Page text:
Experts at the Brussels workshop on science communication stressed that quality and honesty of information, as well as openness, are key. Here, the ITER stand at Foire Internationale de Marseille in September 2010.
The ITER Organization was invited at a workshop in Brussels on Wednesday 25 April to discuss possible orientations for the European Union's (EU) Horizon 2020 Framework Programme, which is likely to make EUR 80 billion available for research projects in a range of selected areas such as climate change, sustainable transport, energy, and food safety. Horizon 2020 will run from 2014 to 2020 and is the EU's flagship initiative aimed at securing global competitiveness.
Interestingly, Horizon 2020 will be open to scientists and industrialists from countries all over the world—not just from Europe.
The workshop was organized by Germany's Fraunhofer Institutes, with a view of providing feedback from various experts to the European Commission, which has the responsibility to propose new EU initiatives.
This was a very constructive workshop, as it addressed many issues that are also relevant to ITER.
For example, one interesting feature of Europe's Framework Programmes is that they support "science and society" activities, i.e., research on gender issues, ethics, and science communication. As Maire Geoghegan-Quinn, the current EU Commissioner for research and innovation, put it: the aim of these activities is "to engage people and civil-society organizations in the research and innovation process" in order to lead to lead to responsible research and innovation.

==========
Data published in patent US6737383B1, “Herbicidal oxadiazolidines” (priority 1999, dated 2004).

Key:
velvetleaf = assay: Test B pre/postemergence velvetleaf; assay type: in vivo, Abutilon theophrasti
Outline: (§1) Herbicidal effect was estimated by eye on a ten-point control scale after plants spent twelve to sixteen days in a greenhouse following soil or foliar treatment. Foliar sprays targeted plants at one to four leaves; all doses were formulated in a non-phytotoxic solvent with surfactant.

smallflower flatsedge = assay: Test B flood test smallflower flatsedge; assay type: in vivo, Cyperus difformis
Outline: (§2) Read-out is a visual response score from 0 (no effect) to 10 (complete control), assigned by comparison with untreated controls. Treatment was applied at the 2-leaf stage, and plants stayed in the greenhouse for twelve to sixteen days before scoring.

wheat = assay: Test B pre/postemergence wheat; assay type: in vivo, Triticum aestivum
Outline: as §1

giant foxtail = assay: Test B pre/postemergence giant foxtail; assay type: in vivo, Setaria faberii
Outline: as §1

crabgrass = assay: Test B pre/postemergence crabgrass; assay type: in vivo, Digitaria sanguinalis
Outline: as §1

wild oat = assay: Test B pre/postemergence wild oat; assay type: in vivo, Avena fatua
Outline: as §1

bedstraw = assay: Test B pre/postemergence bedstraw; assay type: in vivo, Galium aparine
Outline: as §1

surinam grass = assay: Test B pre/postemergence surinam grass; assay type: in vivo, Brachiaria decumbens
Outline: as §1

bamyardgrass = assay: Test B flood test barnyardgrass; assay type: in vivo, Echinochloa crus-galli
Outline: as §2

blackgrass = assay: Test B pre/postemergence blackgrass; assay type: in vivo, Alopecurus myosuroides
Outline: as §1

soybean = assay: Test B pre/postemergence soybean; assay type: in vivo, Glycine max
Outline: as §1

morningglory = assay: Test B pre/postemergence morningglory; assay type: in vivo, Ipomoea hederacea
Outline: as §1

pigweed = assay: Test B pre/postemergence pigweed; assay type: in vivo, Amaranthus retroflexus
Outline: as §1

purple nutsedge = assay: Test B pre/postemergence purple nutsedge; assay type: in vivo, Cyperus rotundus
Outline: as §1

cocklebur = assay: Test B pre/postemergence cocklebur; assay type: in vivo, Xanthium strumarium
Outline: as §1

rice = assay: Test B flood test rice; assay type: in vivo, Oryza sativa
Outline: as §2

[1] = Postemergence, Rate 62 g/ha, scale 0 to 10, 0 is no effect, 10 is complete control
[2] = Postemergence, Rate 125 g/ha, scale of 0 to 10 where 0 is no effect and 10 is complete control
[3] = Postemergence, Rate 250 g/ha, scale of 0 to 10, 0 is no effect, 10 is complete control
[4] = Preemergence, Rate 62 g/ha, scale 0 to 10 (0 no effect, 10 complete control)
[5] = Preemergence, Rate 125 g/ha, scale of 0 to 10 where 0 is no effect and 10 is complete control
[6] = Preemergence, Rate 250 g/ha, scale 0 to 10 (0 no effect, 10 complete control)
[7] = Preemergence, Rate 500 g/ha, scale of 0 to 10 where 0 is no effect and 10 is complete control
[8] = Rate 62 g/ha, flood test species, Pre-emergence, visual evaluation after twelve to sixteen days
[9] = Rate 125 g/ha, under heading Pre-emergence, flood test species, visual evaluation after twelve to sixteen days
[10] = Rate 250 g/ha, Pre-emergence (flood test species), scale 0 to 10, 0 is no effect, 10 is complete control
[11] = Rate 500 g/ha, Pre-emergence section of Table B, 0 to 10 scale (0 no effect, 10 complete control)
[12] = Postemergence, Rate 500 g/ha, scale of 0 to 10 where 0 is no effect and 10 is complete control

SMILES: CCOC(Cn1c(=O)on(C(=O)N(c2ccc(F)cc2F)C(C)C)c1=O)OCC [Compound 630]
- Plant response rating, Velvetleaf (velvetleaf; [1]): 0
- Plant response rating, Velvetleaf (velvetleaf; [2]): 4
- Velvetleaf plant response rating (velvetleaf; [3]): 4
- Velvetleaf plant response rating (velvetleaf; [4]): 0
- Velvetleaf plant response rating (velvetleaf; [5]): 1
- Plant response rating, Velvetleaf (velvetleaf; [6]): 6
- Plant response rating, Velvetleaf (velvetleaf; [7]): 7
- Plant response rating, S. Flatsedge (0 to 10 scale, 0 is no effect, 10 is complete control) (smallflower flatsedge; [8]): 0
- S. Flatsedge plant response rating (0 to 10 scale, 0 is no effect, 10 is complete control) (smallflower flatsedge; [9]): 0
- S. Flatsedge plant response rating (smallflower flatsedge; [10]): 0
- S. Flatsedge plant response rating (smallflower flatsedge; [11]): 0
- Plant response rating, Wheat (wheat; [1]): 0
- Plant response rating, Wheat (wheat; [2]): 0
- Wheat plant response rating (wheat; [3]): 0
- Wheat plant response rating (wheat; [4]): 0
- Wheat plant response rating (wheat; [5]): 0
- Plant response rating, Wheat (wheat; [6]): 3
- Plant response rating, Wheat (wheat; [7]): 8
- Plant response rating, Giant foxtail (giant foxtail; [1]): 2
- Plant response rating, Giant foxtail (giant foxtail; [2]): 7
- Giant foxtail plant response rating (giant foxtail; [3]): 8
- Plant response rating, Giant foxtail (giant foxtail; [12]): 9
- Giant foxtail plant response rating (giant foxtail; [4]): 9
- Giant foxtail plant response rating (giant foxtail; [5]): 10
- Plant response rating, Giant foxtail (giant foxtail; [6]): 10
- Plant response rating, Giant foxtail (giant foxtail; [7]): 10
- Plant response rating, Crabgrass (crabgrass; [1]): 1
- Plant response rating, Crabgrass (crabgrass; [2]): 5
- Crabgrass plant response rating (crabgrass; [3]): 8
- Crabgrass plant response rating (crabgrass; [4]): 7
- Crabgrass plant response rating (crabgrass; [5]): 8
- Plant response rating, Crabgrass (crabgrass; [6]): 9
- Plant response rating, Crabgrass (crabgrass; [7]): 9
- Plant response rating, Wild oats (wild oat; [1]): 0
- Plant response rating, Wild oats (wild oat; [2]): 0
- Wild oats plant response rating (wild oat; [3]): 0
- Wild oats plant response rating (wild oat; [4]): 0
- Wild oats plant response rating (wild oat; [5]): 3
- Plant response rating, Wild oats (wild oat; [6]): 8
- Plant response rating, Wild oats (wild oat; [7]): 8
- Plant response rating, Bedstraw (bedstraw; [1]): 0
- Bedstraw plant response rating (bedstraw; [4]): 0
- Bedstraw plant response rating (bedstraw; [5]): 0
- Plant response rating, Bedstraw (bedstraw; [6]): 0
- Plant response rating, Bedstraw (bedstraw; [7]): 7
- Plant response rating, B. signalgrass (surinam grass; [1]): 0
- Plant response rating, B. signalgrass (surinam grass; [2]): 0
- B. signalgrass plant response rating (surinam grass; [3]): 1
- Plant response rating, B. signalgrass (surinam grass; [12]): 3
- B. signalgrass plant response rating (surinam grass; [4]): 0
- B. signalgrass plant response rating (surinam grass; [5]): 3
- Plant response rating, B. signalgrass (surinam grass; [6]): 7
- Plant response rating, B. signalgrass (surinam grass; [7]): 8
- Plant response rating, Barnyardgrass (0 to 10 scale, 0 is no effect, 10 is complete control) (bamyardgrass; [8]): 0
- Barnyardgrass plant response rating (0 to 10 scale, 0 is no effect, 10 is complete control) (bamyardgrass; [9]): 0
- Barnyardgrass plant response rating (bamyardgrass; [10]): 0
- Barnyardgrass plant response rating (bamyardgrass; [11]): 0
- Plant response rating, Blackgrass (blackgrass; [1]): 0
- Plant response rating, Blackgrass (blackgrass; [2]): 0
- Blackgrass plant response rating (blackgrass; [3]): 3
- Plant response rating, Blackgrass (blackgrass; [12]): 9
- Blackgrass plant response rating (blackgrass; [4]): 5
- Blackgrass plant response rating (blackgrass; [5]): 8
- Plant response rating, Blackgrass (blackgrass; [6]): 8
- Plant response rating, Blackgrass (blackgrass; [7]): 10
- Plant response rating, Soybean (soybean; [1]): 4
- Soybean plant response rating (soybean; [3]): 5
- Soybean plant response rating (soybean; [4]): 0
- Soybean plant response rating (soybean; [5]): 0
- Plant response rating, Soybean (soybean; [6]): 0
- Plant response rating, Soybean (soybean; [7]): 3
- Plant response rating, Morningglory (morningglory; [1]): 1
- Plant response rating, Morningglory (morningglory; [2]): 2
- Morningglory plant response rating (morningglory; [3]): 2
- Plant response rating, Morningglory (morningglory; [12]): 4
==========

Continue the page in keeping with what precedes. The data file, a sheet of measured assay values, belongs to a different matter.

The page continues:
I was invited to contribute to the workshop and take part in a discussion about future activities in science communication. What are the key challenges in this field? What kind of issues or problems are better addressed through European and international collaboration? Obviously the goal was to identify possible actions at the EU level but it is well known that the decisions taken in Brussels also send strong signals worldwide.
To start with, the results of a public consultation in the EU were disclosed during the meeting. They showed that two-thirds of respondents agree that "science communication will be an integral part of the duties of all European scientists."
Good communication is crucial for major scientific and technological endeavours. Scientists should take an active role (with the help of professional communicators) but this is not the end of the story. Public debates and TV programs on science issues do not always get scientists involved.
Most of these issues are complex ones and the scientific information does not always reach the public. It is not only a matter of communicating the facts, but also making sure that the public understands how scientific knowledge is built, what research is behind the science, etc. This is a big challenge, including for the ITER Project. Experts at the meeting stressed that quality and honesty of information, as well as openness, are key.
One thing is clear: science communication is emerging as a genuine scientific field. Academic research, as well as European and international cooperation, has provided powerful insights on how to engage with the public on science issues. So, what's next? It will be interesting to see to what extent the discussion in Brussels will shape Horizon 2020, which should be adopted at the end of 2013 by the EU Council of Ministers and the European Parliament.